Why is it her? Why isn't it me? ... That woman in the grocery line with her little girl and her husband. It's not even envy, you're just wondering?
Why has she been liberated from the purgatory of looking? Why is she allowed to remain blithely ignorant of the politics of the post-date text? Why does she never have to wonder who she'll spend New Year's Eve with? Why is she free of these concerns? And, more important, why aren't you?
Single people often ask themselves the question, "What's wrong with me?" The corollary question is, "What's right with her?"
Our culture encourages the idea that people searching for love have some fundamental deficiency that's preventing them from finding a partnership. People want answers - "How can I find someone?" "What am I doing wrong?" - so it's no surprise that there's a big business around selling books and seminars about how to upgrade yourself into a person who will "attract love."
These relationship experts are offering you help in a particularly American way - by cultivating positivity, by rolling up your shirtsleeves and getting to work. They offer personal growth as the pathway to better luck, and there is something very encouraging and optimistic about that.
Why not take yoga classes and develop your self-esteem? Why not make vision boards and volunteer with the homeless? Sounds great, but it doesn't necessarily lead to a relationship. There are plenty of people in happy relationships who have never once read a self-help book or stepped inside a yoga studio. Why do you have to work so hard when so many others don't?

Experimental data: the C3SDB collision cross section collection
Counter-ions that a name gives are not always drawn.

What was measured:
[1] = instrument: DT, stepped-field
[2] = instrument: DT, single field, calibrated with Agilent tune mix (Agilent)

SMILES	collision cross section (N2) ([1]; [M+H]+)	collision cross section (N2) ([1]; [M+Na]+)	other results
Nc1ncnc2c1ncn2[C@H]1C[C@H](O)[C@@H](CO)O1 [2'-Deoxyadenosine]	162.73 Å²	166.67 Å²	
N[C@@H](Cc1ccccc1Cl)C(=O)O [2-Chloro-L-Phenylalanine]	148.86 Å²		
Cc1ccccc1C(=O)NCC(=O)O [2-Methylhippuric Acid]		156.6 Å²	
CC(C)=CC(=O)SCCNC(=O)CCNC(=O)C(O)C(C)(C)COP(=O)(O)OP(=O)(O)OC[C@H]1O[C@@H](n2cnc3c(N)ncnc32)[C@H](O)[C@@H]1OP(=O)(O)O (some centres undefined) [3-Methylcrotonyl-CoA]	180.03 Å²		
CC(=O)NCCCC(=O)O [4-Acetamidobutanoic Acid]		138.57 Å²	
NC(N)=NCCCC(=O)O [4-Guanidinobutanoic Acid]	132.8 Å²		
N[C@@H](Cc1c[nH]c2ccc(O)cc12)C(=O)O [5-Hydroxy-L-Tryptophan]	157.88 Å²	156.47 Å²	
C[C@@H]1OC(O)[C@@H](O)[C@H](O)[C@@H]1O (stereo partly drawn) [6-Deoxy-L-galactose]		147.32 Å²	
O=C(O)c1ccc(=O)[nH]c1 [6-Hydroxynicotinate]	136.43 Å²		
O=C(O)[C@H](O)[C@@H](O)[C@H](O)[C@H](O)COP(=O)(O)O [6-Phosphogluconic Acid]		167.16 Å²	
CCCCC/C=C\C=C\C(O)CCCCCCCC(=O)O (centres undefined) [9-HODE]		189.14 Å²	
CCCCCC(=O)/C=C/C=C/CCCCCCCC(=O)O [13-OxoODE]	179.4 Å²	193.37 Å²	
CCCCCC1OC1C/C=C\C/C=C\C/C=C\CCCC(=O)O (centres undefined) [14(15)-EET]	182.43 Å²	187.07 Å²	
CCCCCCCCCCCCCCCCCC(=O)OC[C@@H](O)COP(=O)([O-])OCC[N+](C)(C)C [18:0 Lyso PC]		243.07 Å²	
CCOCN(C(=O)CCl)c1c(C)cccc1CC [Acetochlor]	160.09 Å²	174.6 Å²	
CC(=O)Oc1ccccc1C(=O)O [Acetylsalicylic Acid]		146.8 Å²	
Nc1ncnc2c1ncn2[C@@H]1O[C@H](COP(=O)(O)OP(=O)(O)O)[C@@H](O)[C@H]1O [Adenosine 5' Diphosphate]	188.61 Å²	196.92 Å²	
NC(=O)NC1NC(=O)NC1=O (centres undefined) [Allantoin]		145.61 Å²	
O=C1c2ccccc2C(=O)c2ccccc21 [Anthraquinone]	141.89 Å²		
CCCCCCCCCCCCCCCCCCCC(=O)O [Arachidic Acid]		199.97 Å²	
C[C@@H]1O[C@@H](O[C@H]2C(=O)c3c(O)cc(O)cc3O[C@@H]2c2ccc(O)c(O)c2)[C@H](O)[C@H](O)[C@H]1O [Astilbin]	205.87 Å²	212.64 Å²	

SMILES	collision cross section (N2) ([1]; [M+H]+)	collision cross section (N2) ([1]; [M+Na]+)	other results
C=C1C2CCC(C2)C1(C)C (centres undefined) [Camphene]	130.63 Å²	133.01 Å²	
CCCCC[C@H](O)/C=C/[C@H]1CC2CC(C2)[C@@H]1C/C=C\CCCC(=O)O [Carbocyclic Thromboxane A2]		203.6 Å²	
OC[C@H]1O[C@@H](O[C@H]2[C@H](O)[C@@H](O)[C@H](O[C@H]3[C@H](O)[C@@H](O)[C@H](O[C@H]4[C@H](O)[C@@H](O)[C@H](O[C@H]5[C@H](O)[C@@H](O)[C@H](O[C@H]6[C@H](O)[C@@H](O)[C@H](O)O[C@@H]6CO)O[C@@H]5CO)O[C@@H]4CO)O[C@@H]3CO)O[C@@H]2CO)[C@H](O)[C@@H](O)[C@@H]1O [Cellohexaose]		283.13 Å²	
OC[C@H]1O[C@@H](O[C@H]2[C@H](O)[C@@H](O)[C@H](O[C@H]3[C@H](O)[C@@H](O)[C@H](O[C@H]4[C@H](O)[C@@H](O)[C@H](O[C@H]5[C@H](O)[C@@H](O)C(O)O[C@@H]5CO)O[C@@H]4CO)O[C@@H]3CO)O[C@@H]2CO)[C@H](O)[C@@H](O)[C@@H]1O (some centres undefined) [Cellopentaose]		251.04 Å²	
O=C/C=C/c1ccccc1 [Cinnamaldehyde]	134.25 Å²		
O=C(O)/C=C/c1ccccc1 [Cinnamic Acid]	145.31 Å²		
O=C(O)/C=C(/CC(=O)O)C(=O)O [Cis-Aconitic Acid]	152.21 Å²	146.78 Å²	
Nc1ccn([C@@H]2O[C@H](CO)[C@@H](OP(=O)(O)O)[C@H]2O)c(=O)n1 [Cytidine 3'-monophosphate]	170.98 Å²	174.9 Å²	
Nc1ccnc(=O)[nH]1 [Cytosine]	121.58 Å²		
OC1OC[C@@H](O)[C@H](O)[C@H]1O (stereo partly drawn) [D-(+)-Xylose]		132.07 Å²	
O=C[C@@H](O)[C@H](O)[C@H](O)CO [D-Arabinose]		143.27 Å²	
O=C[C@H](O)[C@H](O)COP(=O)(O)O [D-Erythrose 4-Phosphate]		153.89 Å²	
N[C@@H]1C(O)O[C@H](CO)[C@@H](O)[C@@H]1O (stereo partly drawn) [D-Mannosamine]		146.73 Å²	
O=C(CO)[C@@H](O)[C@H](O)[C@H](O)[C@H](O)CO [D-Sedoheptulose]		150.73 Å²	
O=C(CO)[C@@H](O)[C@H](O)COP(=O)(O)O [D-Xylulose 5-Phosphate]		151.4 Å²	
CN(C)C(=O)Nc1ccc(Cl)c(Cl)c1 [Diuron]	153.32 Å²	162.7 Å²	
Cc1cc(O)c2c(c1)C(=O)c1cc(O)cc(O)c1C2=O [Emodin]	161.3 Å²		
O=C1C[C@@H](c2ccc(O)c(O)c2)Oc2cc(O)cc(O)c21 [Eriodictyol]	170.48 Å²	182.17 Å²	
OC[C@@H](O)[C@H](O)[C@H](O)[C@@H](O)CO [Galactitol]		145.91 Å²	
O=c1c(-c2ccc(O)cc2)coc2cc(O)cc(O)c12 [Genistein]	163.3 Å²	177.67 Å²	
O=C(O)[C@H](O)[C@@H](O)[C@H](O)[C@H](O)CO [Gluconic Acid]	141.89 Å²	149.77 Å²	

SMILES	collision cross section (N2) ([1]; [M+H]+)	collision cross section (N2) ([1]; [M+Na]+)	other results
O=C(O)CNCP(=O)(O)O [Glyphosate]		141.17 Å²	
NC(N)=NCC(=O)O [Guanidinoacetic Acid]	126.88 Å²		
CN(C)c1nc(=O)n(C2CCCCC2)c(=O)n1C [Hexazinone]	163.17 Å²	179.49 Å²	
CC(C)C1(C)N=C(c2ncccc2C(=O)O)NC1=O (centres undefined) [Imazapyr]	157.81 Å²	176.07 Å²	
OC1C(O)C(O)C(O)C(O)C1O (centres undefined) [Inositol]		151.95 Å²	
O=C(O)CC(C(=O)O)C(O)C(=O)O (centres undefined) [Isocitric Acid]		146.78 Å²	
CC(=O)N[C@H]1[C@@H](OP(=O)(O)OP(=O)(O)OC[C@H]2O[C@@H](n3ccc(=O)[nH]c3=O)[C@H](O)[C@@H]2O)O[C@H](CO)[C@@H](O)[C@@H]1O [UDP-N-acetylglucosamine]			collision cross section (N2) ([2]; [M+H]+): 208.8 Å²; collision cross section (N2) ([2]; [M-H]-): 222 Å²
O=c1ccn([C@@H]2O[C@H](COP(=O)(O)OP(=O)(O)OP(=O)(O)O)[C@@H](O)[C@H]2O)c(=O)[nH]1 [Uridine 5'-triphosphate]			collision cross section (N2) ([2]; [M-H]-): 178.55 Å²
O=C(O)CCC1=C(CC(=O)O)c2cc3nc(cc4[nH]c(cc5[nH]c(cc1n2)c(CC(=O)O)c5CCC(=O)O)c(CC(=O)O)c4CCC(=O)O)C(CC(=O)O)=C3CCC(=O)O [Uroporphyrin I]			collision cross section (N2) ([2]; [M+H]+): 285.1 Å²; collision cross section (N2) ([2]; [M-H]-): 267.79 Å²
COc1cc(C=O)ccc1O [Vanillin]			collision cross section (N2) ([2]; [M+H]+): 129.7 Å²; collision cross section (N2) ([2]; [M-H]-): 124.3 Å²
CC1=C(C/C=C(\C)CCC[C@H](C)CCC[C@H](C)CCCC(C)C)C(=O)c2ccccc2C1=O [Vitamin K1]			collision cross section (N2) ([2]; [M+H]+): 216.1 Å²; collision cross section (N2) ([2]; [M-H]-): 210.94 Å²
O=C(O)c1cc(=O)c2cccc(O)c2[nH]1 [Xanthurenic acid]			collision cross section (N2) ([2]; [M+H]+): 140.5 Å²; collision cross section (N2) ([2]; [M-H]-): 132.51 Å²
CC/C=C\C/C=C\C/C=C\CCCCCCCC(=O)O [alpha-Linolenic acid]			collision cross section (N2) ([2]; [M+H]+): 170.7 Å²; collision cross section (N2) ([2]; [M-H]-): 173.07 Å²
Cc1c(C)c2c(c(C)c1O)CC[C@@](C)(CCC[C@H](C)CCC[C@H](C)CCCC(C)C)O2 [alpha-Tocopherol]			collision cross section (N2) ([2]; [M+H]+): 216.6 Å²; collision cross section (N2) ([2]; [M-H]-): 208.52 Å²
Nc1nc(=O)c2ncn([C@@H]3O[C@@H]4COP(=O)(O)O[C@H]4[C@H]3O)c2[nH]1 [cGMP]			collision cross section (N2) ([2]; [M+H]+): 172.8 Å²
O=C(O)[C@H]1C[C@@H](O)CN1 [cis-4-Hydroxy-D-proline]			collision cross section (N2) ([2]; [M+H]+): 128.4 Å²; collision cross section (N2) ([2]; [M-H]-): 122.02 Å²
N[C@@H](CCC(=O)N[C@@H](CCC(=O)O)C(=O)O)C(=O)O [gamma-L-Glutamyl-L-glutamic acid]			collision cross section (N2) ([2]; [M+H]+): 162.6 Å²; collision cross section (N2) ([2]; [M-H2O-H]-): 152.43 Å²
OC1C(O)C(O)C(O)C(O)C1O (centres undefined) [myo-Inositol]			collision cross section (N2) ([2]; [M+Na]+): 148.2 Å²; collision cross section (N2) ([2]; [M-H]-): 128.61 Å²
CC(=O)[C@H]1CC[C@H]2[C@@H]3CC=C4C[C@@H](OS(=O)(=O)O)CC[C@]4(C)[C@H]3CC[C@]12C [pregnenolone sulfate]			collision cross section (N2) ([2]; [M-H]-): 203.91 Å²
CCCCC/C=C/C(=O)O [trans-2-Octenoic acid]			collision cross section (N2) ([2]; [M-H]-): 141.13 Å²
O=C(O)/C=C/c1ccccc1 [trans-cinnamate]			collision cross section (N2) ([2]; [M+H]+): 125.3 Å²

Sure, you have a lot to show for your work, but often there only feels like one true measure of success: finding that relationship. This is the problem with the attitude that treats self-improvement as the means to finding love: it begins with the fundamental premise that there is some defect in you that must be corrected.
So I ask you: Are your friends who are in relationships perfectly self-actualized human beings? Are they all their ideal body weight? Are they free of all their insecurities and neuroses? Then why do you think you should be?
Instead of self-improvement, I'd suggest self-care. Exercise and eat healthier so that you'll feel better, rather than look hot for this or that guy. Develop your confidence so that you can be a better advocate for yourself rather than to convince some dude that you're not weak or needy. Get out in the world because it's fun to have new experiences and meet new people, even if none of those strangers end up being the love of your life.
With self-improvement, you're always looking for a validator to prove that you've "achieved" something. With self-care, you can't lose. All you need to do is be good to yourself.
- VIDEO: Bill Maher proposes a national day to recognize the contributions of single people